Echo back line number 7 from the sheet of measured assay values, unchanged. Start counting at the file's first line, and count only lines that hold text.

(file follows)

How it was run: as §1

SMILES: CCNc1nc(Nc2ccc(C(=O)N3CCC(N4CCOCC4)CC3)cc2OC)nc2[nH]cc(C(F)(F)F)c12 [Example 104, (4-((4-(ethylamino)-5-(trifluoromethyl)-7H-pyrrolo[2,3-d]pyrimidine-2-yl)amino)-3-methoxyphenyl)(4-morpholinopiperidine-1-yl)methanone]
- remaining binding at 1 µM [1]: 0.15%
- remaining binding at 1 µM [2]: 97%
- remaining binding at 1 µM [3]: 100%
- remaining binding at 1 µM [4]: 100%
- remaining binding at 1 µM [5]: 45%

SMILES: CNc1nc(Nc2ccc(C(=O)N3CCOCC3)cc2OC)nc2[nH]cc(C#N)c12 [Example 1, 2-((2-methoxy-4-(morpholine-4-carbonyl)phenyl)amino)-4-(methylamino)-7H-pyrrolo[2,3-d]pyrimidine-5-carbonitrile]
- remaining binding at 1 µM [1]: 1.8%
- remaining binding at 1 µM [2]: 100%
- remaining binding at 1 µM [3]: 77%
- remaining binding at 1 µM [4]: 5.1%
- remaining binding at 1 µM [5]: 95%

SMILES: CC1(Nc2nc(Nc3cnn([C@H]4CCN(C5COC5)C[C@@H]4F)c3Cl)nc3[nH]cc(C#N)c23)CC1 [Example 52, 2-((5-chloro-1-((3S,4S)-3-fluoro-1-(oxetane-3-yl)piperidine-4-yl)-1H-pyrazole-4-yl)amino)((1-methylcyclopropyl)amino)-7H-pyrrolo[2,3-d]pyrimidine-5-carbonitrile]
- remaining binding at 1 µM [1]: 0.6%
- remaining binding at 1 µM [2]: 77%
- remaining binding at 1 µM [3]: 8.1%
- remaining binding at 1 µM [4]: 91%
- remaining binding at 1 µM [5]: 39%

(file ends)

- remaining binding at 1 µM [5]: 45%